2009-2010 Max Sundermann - Volunteer in Centre for Dialogue and Prayer
Before I came to Oświęcim most of the things I knew about this place, I knew from history classes in school. I knew the pictures of the mountains of hair, shoes and cases, of the sign with the words „Arbeit macht Frei", of the crematoria and of the "death gate" in Birkenau. All these pictures gave an image of a place that could actually not be a real place at all. The cruelty of the things that happened here were to me completely unimaginable and the knowledge, that my own people did this to Jews, Roma, Poles and many people from all over Europe is a big burden.
The guilt of the holocaust is a very important element of German self-understanding after World War II. In school the holocaust plays a role not only in history classes but also in German, social studies, religion and sometimes music and art. Many towns in Germany have a memorial dedicated to the citizens who were send to the concentration camps. My hometown, which is only a small town, has organisations which do research on the Jewish families who lived there before the war. Since 2004 the memorial to the murdered Jews of Europe located in the heart of Berlin gives physical proof that even the second, third and fourth generation after the war still feel their responsibility towards the past.
In the eyes of many people Auschwitz has become the symbol of all the horrors of the national socialist regime. Sometimes when people talk about the holocaust they say Auschwitz. I wanted to see this place. In 2007 and 2008 a youth organisation from my hometown tried to organise a study tour to Oświęcim for students. This project was funded by the town and the state but both times there were not enough participants who wanted to go. Both times I registered to go with the group and actively tried to find more participants. But in both years there were not enough students who wanted to participate. I could not understand why it was not possible to find enough people to go on this study tour.
I still wanted to go. After I finished school in spring 2009 I was obligated to do military service. When I heard that it is possible to fulfil this duty with a voluntary service abroad, I applied for a voluntary service in the Centre for Dialogue and Prayer in Oswiecim. Since October 2009 I'm working in the Education department of the Centre.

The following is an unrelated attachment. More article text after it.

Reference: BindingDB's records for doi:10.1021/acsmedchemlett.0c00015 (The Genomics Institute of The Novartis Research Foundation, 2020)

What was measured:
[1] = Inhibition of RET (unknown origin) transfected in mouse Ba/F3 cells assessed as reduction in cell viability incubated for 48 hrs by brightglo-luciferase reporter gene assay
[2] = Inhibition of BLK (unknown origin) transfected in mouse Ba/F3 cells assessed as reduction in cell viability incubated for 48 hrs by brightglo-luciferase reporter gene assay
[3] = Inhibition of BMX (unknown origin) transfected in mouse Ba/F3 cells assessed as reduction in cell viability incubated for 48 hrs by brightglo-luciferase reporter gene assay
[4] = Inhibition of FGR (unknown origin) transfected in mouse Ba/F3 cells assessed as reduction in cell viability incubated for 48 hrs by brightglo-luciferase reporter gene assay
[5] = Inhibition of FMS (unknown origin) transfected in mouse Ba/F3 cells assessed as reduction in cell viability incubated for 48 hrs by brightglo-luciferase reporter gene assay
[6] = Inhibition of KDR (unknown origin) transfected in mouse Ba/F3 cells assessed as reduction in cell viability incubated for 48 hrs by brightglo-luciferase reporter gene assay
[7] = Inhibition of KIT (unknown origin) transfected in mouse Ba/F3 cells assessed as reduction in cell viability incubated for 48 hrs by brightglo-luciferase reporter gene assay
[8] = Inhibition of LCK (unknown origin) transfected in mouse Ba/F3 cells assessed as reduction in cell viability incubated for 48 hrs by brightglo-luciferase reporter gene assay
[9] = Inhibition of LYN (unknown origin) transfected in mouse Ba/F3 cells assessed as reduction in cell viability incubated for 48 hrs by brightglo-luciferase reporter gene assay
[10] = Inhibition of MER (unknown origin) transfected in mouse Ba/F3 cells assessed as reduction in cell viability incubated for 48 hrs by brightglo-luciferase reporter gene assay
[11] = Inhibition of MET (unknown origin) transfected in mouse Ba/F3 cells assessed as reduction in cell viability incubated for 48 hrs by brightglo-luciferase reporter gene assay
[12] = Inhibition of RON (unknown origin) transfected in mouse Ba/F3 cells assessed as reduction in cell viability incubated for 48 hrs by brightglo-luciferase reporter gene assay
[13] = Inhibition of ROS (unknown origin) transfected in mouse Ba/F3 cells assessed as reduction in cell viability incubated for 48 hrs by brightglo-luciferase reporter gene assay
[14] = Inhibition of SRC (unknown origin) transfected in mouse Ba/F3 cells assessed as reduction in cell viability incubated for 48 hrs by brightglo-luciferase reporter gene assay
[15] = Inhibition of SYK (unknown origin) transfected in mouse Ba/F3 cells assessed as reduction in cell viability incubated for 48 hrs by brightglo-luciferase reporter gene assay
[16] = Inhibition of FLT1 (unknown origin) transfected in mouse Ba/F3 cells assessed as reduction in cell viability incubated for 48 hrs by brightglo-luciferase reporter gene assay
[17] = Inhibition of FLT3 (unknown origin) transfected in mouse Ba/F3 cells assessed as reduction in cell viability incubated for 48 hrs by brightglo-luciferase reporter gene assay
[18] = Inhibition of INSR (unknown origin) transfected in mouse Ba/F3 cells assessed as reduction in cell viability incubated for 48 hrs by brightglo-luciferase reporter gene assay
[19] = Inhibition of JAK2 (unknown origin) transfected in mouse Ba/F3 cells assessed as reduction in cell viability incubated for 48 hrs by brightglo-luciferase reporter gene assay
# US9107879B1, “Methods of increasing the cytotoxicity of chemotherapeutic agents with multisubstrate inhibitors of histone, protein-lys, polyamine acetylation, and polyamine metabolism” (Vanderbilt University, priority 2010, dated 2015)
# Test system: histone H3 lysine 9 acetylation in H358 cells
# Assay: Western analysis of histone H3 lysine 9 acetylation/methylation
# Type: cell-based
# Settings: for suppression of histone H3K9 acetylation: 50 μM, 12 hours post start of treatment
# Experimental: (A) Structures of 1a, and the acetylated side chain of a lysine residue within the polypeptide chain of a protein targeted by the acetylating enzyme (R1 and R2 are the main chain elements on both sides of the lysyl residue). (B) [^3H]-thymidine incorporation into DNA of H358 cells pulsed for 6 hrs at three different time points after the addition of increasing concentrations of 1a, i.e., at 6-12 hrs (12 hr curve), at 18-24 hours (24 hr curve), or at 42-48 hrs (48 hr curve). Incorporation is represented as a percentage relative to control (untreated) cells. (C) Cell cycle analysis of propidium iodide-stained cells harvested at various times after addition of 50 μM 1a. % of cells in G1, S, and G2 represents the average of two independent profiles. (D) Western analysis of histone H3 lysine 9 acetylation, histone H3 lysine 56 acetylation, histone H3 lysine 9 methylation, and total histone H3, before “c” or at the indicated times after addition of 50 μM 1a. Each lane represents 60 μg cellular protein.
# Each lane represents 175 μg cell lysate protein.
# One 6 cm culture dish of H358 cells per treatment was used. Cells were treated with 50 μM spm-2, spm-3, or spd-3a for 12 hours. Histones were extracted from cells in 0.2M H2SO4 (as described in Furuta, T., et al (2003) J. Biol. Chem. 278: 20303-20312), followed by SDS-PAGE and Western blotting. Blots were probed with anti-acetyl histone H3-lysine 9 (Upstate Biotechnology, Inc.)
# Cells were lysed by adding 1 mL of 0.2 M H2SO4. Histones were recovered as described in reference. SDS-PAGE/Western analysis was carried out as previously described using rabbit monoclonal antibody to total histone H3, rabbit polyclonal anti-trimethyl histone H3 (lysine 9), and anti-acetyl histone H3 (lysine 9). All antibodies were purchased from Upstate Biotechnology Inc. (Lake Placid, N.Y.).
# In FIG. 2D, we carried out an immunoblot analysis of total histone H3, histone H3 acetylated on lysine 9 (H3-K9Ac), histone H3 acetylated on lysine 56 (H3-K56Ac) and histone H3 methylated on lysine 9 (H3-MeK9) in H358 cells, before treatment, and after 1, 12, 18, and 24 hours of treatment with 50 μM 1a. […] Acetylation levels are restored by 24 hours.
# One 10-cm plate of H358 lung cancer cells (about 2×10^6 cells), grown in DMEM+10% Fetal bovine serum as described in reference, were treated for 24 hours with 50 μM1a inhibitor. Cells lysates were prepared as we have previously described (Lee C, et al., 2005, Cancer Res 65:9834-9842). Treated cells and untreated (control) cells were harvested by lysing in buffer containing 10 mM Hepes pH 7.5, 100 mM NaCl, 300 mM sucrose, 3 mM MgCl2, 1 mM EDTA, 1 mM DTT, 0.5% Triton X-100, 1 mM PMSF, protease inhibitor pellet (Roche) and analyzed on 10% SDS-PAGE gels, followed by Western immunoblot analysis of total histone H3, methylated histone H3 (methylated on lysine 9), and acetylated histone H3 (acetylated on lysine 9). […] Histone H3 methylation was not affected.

In general my work in the Centre is about accompanying the groups which come here. I do short introductions to the history of the camp, the town and the Centre. I help organizing programmes and meetings with former prisoners. One of my responsibilities are also guided tours about the history of Oswiecim. Oswiecim is a really fascinating place. When I first came here I was surprised. There is actually a normal town. From everything I read and heard about Auschwitz, the town was hardly ever mentioned. The picture most people in the world seem to have of Oswiecim is only that of Auschwitz. Usually when I talk about Oswiecim people in Germany find it very hard to believe that it is actually a normal small Polish town, where people have a normal live, where people are having fun and go out on weekends. Oswiecim wants to be as normal as any other town but because of the tragic history it never will be.
I thought coming here and seeing the camps with my own eyes will make it more understandable, how all this was possible. I hoped I will get an imagination of how many people were killed here. The numbers from my schoolbooks were so unimaginable big. Now after almost one year in Oswiecim I know that coming here does not make it any easier to understand. I came to get answers to my questions. How was this possible? How did the people in Germany let this happen? How can humans be able to commit so terrible crimes without any regret? I learned very much during this year and it has definitely become easier to understand the time and the conditions in the camps a little better but during this very intense time of dealing with the topic of holocaust and genocide in Auschwitz and in general on a daily basis many new questions aroused. I'm sure I will go home with even more questions than I had before the year.
The most intense and interesting people I met here were the former prisoners. I'm very thankful for the opportunity to meet them, especially concerning the fact that soon there won't be any witnesses left. Being a part of the last generation, which will have the possibility to talk personally to witnesses of the horrors of Auschwitz is also a big responsibility. When there are no former prisoners left there is still a big demand for people who inform younger generations about the biggest crime in mankind's history. The witnesses pass this mission on to my generation and I will take this task home with me. The encounter with former prisoners was for me allways very special and moving. The openess and friendlyness of the former prisoners is something that still amazes me. From them I never encountered any resentments towards the children and grandchildren from the people of the perpetraitors. Still being able to this kind of openess after all they had to endure, demands big respect from me.
The time I spent here will definitely stay with me for the rest of my life. Seeing the memorial does not change anyone but reflecting on what you see and putting yourself into this context might move something. What would you do? How would you have reacted? I met so many different and interesting people. In the past Oświęcim was a place where the results of xenophobia lead to the extermination of over a million lifes. Today it is a place where foreigners are welcome. People from all over the world meet here to remember the suffering of the people who were imprisoned here. Now Oświęcim, the "City of Peace" as it calls itself, has become a place of remembrance and hope. I will always remember it like this.